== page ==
-- Journey into the iPhone --

by Andy Foster, The AndyZone.com

When my wife and I talked about getting iPhones to replace our current cell phones, I had thought we were going to wait until our current cell phone contract with Sprint expired in November.  We would not only avoid the early termination fees but also have time to examine lots of reviews sure to emerge as the phone was used.  But as the release of the iPhone approached and my wife’s fever for one grew, I studied its features and read about its testing and got comfortable with the idea of buying at their release.  My last objection died when Apple and AT&T released details about the various individual and family plans, and the costs were competitive with what we were already paying Sprint.  Our Sprint plan was costing us $91/month, and I was getting almost none of the Internet ability it was supposed to provide, mainly due to the user unfriendly design of my Samsung i600 “Smartphone”.  You can see it and the Samsung side by side in the photograph to the right.

The lowest priced AT&T family plan for the iPhone not only upped our shared minutes but gave us unlimited data usage for two phones at $109/month before taxes. AT&T also had rollover minutes and Sprint didn’t and I knew from our usage patters that on most months that would play out in our favor.  Lastly, we had expected better coverage up in my wife’s home in Northeastern Missouri than we had gotten.  All that made switching look like a good move, even with the early termination fees from Sprint ($300 for two phones) thrown in.  We decided to take the plunge.  Damn the charge cards; full speed ahead! 

The Not So Long Wait

On June 29, the Friday of the iPhone’s release, my wife was on vacation, so she decided to stand in the iPhone line sure to form outside Friendswood’s Baybrook Mall’s Apple Store.  Frankly, I wasn’t willing to stand in line but a couple of hours for the thing; so she decided to hit the mall a little after 3 p.m., alone for only a little while before I joined her at around four after work.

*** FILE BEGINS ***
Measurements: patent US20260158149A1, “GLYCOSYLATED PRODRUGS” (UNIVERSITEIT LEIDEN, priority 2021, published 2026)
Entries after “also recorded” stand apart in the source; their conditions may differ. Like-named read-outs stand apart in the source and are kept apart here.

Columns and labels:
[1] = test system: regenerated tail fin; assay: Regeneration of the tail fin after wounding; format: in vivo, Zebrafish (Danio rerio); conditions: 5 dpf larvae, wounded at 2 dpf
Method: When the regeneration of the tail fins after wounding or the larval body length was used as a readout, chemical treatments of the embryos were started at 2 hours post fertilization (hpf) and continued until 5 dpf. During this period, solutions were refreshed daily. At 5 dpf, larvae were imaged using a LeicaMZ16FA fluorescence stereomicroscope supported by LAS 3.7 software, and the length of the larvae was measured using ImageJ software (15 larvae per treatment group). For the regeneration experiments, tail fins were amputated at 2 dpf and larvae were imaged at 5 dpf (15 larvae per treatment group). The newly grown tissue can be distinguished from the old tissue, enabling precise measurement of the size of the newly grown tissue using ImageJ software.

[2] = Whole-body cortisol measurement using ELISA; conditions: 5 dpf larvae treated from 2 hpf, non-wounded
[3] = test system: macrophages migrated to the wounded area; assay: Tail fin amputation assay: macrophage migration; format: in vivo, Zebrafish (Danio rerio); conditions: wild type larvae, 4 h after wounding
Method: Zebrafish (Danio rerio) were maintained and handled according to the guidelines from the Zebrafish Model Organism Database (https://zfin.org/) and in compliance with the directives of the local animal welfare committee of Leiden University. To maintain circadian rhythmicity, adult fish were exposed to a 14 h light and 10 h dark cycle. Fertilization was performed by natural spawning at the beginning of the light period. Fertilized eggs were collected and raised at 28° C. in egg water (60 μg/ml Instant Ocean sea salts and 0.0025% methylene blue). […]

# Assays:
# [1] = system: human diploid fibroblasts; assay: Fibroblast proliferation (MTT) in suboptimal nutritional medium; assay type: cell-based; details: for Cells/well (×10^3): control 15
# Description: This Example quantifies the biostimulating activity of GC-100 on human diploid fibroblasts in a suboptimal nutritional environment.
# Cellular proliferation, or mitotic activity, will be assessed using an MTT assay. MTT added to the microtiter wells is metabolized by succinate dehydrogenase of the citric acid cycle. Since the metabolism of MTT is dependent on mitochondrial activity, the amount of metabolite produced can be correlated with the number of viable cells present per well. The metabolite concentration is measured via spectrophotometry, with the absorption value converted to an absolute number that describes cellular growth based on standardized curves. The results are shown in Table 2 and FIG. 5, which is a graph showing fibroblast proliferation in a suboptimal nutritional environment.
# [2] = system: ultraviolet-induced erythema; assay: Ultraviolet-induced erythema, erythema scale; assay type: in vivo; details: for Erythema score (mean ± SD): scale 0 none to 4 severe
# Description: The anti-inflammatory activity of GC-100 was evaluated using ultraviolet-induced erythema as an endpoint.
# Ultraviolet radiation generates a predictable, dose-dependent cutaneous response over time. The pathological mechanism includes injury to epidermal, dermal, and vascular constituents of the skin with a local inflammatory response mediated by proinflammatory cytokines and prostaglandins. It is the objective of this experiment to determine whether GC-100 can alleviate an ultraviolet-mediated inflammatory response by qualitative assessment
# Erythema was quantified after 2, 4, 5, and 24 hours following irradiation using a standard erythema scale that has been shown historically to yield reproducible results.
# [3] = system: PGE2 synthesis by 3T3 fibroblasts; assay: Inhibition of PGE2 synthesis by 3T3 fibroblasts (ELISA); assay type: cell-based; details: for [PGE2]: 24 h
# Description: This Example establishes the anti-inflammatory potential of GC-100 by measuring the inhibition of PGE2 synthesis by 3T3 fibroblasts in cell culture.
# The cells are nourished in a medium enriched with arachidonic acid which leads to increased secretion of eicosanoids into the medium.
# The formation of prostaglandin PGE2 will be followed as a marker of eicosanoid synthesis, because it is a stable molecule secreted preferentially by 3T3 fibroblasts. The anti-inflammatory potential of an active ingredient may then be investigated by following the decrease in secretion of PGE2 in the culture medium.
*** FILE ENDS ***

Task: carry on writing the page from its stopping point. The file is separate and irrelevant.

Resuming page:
When I arrived (and close to the time I had promised, mind you), I found her about three quarters of the way back inside a second cordon of waiting shoppers, the cordon outlined by tin metal stands with fabric straps stretching between them.  The first cordon started at the door to the Apple store.  It pushed back ten yards before it ended, opening a five yard gap between it and the second one.  Some eager iPhone buyers were standing, some sitting, and others were lounging in lawn chairs.  It was an eclectic group, a good mix of people of all kinds, aged from two to sixty.  Many of the geekier people were entertaining themselves with iBooks or PowerBooks. (I thought about joining them, but that would take a return to my car to fetch my backpack containing my MacBook Pro and my iPod.  I decided against it since I wasn’t sure if a backpack full of Mac goodies would be allowed in the store.)  My wife busily worked a book of cross-number puzzles, which conclusively proved to me I had no understanding of how her mind works. Meanwhile, Apple Store workers passed by offering, first, coffee and, later, more appreciated water.  Then, about fifteen minutes before the store opened, a worker with Magic iPhone Tickets in his hand came through the crowd asking which iPhones we intended to purchase. Once we told him, he issued the Magic Tickets that entitled us to spend hundreds of dollars on our iPhone dreams; though, when pressed, he admitted the cards weren’t so magic after all, i.e., they did not guarantee anyone would get an iPhone, making them pretty but almost useless.  My wife asked him if the iPhone depicted on the front of the cards was real-size and he said it was; but I think it was slightly smaller.